Conference organizer Soren Gordhamer noted an “implied intimacy” among our vast networks of friends and colleagues. “People can deceive themselves that they are connecting authentically with others while not knowing what feeling inner-connected really means.” One young audience member wondered about the relevancy of “Dunbar’s number”—a theory developed by British anthropologist Robin Dunbar stating that the human brain is not cognitively organized to maintain stable social relationships with more than 150 people, including those on the periphery such as our mechanic or an old college chum. The Shallows: What the Internet Is Doing to Our Brain by Nicholas Carr presents a litany of new studies showing the neurological blowback of the medium. Longtime techno-consultant Linda Stone, now specializing in the study of “continuous partial attention” (disorder?), noted the growing affliction of email apnea—the withholding of breath while processing email, which leads to health problems. She added, “The overconsumption of information leads to the overconsumption of food.”

An Era of Paradox

There is a heroic quality to the motivation behind many of the digital leviathans driving this medium. Twitter’s motto is “Be a force for good.” Google’s intent is to organize and democratize all human knowledge. It has a Department of Personal Growth, headed by “jolly good fellow” Meng Tan and featuring classes on emotional intelligence, meditation, and even “the way of tea.” Silicon Valley’s executive class devours such progressive management-book classics as Good to Great, Tribal Leadership, and Your Brain at Work.

People have certainly made meaningful connections with friends and family through their social networks, and those relationships can have a spiritual impact. There are now iPhone apps for auras, mantras, saints, and even Tibetan singing bowls. And for those in isolated locales, “leveling the playing field so that a poor Indian kid has the same access to knowledge as a Stanford graduate student” (as Google’s Gopi Kallayil reminded the audience) is surely a force for good.

Indeed, the most poignant – and hilarious – image from the conference was shared by Kallayil, who had recently returned from India’s Kumbh Mela, a colossal Hindu celebration considered the largest religious gathering in the world. While wandering the streets near the Ganges River, he saw an ascetic who had given everything away save for a single item: a cell phone.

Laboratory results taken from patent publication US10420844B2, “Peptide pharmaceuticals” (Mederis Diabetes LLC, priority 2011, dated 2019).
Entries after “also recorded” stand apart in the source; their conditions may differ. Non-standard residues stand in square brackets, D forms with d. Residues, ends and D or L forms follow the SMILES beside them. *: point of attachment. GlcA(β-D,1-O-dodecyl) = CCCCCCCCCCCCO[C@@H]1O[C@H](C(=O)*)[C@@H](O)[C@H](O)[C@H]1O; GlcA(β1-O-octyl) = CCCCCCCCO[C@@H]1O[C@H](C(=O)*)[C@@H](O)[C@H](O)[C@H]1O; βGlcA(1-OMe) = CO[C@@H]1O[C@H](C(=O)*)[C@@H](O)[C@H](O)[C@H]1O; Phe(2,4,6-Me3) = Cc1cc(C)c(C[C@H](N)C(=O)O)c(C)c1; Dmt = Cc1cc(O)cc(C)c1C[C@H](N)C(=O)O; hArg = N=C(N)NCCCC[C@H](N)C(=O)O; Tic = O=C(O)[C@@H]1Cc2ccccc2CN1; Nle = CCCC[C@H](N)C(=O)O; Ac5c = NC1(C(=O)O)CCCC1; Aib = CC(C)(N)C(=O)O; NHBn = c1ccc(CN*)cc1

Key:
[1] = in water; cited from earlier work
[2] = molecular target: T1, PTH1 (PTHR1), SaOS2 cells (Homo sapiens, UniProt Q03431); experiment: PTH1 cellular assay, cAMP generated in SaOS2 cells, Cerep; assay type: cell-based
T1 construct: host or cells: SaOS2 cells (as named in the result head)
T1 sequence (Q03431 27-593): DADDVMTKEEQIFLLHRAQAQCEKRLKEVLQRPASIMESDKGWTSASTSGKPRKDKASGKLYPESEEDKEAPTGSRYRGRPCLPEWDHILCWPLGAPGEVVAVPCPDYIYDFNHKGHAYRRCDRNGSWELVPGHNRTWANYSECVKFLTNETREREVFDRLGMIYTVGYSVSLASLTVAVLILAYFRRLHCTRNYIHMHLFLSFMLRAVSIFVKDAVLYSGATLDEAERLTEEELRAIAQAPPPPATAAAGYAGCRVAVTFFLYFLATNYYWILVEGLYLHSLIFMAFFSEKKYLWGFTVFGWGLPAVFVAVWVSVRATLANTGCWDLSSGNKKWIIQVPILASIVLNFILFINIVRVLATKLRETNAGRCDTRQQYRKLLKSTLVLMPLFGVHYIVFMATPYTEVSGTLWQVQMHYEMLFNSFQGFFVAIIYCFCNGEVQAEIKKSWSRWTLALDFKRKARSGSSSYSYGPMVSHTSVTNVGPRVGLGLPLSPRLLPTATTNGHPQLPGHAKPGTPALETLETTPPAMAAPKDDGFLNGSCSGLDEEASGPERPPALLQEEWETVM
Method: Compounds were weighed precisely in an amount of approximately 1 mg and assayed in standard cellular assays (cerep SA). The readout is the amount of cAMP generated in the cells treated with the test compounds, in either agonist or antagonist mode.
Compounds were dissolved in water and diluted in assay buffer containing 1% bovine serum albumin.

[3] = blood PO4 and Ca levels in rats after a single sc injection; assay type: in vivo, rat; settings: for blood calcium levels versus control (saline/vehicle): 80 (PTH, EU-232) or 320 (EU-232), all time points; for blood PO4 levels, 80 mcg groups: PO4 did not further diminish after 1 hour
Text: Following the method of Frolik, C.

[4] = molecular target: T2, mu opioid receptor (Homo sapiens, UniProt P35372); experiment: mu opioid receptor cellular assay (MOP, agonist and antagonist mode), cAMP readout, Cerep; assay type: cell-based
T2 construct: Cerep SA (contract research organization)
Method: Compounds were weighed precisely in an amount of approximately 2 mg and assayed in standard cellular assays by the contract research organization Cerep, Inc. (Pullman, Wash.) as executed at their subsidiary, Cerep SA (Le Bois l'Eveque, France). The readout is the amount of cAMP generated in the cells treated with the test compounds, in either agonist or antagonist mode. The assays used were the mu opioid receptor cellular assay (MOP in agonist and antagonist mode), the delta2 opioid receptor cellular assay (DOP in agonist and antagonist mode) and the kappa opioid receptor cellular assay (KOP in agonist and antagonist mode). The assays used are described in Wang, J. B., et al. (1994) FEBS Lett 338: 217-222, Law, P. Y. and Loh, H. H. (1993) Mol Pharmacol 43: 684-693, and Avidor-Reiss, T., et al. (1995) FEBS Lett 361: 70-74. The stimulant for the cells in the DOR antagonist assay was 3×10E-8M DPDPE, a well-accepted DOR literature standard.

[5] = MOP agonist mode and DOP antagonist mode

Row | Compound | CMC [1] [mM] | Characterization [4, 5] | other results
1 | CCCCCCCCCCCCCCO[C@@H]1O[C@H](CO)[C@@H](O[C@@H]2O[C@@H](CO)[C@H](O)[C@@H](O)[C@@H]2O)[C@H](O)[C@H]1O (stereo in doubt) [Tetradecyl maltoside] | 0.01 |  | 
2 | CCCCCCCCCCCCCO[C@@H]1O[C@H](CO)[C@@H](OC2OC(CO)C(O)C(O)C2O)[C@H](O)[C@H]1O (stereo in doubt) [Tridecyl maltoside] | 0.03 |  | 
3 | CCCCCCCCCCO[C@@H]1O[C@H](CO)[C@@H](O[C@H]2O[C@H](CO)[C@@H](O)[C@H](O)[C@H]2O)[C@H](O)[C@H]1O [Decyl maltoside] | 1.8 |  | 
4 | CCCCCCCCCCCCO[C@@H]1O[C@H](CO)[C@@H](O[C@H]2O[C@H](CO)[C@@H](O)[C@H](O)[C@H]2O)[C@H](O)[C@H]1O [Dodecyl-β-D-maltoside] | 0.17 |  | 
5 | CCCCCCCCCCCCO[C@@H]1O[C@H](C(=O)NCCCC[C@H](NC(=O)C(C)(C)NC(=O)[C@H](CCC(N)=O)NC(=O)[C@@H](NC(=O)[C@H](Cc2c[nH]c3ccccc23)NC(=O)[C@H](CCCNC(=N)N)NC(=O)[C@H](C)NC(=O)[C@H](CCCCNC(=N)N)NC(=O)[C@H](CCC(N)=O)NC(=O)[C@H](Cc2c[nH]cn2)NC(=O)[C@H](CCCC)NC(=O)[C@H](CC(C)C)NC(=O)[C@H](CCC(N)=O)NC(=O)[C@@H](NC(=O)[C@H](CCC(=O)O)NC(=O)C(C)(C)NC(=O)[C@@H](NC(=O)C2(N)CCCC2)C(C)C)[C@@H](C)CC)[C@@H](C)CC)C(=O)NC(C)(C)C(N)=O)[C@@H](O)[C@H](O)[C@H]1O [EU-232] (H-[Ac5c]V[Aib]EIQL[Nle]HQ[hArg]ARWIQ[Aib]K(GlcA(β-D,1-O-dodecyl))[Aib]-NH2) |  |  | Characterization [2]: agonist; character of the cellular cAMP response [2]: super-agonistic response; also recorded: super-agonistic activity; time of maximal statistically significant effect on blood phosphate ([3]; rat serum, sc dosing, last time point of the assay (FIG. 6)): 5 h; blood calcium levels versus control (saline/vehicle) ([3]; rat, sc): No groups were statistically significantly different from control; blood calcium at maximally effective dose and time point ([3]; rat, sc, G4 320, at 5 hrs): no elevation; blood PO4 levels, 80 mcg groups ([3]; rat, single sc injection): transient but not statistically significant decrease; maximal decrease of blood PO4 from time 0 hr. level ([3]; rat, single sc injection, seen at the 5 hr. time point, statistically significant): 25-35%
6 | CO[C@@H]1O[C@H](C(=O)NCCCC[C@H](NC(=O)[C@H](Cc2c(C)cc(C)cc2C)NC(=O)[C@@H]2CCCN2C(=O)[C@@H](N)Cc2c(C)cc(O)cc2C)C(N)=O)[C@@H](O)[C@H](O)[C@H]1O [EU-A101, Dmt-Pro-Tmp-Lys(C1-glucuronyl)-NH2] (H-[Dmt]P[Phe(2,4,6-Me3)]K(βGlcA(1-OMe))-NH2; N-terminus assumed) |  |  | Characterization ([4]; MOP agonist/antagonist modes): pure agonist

So if turning it all off is impossible, how can social media alleviate suffering and generate more compassion in the world? Both as mirrors and drivers of our human potential, these technologies will only be as wise as those who are developing and using them. Like most everything else these days, the larger consciousness of social media remains full of contradictions. Perhaps the tension between them is enough to drive one to, or keep one on, a spiritual path.

Mr. Gilbert is Director of Editorial and Web Operations at IONS, former editor of Shift magazine, and founder of Noetic Books.

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How to Set Goals Without Caring About the Outcome ~ Margaret Paul Ph.D.

Are you confused between the difference between setting goals and being attached to outcomes? Learn the big difference between these two.

Many people experience confusion regarding the difference between setting goals and letting go of attachment to outcomes. A client and I were discussing being in the moment with her work, rather than stressing about the outcome. “Then how can you set goals for yourself? Everyone sets goals based on the outcome. Why else would you even set goals or try to accomplish anything?”